The foldable-phone concepts kept coming in March, when Xiaomi — the fifth-most-popular smartphone maker in China — posted a video to Twitter showing off a concept for a foldable phone, which generated a lot of buzz online.
You can watch Xiaomi’s 10-second promo for its foldable phone below.
Meanwhile, April 26 — the release date of the first foldable phone, the Galaxy Fold — was fast approaching.
As the Galaxy Fold’s launch loomed, Samsung began shipping the first units to reviewers and tech publications in early April.
This is when foldable smartphones hit their first rough patch.
Many journalists and reviewers who received Galaxy Fold review units said their $US2,000 devices broke within a day or two of use. Not weeks. Days.
Samsung did not communicate this at the time, but the Galaxy Fold units came with a thin screen protector, which you can see here. It was <i>not</i> meant to be removed, but many reviewers didn’t know this information and peeled off the protectors. Ensuing issues made the phone unusable.
Some Galaxy Fold devices broke even though the screen protector remained intact. In a handful of these cases, dust or debris got between the screen and the protector, creating bubbles in the display and making it unusable in some instances.
Not every Galaxy Fold review unit broke, but almost all of them developed creases along the center of the display, where the phone’s hinge is located. To have these issues in just a few short days wasn’t a good look for a $US2,000 device.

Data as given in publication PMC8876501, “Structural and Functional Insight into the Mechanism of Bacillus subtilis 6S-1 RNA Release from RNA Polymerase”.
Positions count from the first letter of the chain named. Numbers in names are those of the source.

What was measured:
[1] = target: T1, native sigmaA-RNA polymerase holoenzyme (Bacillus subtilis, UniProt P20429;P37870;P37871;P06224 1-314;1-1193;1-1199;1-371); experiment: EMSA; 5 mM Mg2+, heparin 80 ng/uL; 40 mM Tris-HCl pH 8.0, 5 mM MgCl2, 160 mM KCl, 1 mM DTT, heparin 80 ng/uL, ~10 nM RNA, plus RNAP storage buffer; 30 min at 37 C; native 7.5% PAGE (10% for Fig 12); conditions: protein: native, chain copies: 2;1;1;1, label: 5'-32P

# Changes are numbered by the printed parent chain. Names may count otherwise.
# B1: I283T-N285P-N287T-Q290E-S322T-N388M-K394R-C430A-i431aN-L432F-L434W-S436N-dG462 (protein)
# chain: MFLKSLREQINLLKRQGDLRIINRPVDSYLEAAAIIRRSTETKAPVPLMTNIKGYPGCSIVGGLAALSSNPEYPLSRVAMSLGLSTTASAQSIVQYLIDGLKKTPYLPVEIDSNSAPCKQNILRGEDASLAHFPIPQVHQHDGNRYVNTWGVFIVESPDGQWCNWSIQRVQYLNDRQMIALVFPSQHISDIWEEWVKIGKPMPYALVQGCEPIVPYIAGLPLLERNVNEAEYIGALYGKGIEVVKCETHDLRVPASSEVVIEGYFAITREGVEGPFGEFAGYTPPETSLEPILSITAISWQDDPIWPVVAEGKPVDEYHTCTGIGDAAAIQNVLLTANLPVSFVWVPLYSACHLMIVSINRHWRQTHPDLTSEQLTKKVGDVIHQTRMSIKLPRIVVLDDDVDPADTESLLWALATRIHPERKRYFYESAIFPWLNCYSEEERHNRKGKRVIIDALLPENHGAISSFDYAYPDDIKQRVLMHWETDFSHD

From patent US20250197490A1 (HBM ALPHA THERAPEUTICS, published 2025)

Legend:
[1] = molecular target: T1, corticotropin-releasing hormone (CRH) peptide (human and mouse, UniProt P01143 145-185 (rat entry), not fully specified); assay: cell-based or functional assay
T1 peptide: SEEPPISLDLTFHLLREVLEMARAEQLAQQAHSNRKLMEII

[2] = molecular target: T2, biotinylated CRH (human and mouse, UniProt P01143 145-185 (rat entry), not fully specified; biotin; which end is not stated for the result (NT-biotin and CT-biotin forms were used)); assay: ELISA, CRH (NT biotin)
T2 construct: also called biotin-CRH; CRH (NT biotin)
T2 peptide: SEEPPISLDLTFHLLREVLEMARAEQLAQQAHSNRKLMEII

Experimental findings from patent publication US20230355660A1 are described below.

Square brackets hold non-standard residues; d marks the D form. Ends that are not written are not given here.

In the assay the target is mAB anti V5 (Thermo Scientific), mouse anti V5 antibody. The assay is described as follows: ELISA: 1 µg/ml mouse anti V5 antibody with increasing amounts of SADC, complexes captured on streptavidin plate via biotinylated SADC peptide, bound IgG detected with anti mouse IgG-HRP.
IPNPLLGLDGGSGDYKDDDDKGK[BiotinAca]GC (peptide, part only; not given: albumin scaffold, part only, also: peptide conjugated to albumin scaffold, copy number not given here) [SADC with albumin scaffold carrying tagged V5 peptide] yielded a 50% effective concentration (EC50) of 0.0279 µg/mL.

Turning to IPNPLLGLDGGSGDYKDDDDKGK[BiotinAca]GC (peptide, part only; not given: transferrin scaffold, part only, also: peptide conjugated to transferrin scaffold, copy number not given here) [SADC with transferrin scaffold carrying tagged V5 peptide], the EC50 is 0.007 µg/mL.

On April 22, the excitement around foldable phones hit a screeching halt. Just days before the planned launch of the Galaxy Fold, Samsung announced it was delaying its device until further notice.
Here’s Samsung’s full comment on the matter, which was shared with The Wall Street Journal:
“We recently unveiled a completely new mobile category: a smartphone using multiple new technologies and materials to create a display that is flexible enough to fold. We are encouraged by the excitement around the Galaxy Fold.
“While many reviewers shared with us the vast potential they see, some also showed us how the device needs further improvements that could ensure the best possible user experience.
“To fully evaluate this feedback and run further internal tests, we have decided to delay the release of the Galaxy Fold. We plan to announce the release date in the coming weeks.
“Initial findings from the inspection of reported issues on the display showed that they could be associated with impact on the top and bottom exposed areas of the hinge. There was also an instance where substances found inside the device affected the display performance.
“We will take measures to strengthen the display protection. We will also enhance the guidance on care and use of the display including the protective layer so that our customers get the most out of their Galaxy Fold.